Format

Send to

Choose Destination
See comment in PubMed Commons below
Horm Behav. 2005 Sep;48(3):259-67.

Winning fights elevates testosterone levels in California mice and enhances future ability to win fights.

Author information

1
Department of Psychology, University of Wisconsin, 1202 West Johnson Street, Madison, WI 53706, USA. oyegbile@wisc.edu

Abstract

The 'winner effect' has been studied in a variety of species, but only rarely in mammals. We compared effects of winning three, two, one, or zero resident-intruder encounters on the likelihood of winning a subsequent aggressive encounter in the California mouse (Peromyscus californicus). During the training phase, we ensured that resident males won all encounters by staging contests with mildly sedated, smaller intruders. During the test phase, the resident male encountered an unfamiliar, more evenly matched intruder that had experience winning an encounter and was larger than the resident. Testosterone (T) plasma levels significantly increased after the final test when they had experienced two prior winning encounters, and the probability of winning a future encounter increased significantly after three prior wins independent of intrinsic fighting ability. We hypothesize a 'winner-challenge' effect in which increased T levels serve to reinforce the winner effect in male California mice.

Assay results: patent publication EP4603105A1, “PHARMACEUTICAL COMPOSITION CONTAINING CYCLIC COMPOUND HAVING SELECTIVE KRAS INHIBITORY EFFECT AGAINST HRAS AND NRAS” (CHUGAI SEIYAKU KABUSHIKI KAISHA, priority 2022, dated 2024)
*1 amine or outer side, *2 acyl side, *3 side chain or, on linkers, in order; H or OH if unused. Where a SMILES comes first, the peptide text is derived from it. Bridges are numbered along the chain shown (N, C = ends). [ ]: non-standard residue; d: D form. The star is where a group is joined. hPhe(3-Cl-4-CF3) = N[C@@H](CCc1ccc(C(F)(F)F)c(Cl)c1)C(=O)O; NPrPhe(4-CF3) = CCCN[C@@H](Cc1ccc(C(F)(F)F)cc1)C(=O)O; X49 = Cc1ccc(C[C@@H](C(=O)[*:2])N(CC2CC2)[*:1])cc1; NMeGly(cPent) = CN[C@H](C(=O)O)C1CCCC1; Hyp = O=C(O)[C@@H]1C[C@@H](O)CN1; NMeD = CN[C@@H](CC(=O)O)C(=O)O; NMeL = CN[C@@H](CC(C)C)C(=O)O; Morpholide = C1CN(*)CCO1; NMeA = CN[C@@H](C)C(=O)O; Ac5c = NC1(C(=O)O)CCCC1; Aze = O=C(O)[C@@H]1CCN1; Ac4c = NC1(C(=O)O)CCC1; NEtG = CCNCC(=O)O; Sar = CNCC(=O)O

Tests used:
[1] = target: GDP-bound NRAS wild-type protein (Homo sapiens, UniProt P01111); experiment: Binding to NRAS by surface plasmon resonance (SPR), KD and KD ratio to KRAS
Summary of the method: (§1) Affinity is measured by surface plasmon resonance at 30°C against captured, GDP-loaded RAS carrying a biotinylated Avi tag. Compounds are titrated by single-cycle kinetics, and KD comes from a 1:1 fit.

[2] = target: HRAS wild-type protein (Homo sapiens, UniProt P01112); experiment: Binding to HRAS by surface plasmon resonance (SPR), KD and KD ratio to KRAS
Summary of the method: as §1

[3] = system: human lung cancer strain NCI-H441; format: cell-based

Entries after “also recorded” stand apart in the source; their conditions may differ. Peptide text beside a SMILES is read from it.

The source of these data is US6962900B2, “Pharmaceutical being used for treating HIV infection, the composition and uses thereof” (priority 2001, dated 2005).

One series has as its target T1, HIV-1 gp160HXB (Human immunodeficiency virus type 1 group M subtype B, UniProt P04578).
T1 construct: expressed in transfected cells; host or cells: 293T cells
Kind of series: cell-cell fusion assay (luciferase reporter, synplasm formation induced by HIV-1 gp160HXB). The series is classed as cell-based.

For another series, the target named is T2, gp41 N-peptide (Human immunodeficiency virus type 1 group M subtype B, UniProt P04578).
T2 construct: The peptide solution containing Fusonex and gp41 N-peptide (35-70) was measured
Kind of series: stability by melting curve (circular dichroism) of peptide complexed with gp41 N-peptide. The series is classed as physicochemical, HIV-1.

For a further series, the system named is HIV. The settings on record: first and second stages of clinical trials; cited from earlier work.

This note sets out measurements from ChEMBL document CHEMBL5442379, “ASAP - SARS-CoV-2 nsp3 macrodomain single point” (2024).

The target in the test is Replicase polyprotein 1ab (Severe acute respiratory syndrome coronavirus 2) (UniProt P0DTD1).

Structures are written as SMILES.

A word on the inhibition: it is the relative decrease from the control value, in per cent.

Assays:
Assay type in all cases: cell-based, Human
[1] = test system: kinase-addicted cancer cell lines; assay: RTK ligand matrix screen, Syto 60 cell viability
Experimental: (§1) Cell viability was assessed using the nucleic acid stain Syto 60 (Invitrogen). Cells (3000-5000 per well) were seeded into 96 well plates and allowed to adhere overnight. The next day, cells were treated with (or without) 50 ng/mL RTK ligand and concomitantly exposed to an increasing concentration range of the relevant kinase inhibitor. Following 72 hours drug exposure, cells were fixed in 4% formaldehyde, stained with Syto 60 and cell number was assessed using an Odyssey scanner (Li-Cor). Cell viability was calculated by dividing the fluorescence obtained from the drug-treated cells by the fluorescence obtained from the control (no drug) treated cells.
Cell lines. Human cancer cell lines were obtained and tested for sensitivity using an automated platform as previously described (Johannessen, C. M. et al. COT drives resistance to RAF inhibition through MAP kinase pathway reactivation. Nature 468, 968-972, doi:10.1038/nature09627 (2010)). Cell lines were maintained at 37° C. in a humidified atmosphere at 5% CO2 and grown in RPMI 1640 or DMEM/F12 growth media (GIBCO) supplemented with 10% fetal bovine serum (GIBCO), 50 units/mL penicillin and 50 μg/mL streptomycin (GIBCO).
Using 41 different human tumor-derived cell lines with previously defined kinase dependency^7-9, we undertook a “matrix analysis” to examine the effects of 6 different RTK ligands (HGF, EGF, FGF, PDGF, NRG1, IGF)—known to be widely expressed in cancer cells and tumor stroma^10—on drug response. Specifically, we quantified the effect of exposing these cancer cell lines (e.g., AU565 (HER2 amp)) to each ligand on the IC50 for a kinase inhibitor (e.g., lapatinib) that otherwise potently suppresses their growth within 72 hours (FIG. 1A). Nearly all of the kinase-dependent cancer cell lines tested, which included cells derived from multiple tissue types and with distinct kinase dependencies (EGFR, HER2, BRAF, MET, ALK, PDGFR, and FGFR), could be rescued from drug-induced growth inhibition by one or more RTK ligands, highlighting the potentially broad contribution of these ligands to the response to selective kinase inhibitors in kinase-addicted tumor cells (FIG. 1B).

PMID:
15979073
DOI:
10.1016/j.yhbeh.2005.04.007
[Indexed for MEDLINE]
PubMed Commons home

PubMed Commons

0 comments
How to join PubMed Commons

    Supplemental Content

    Full text links

    Icon for Elsevier Science
    Loading ...
    Support Center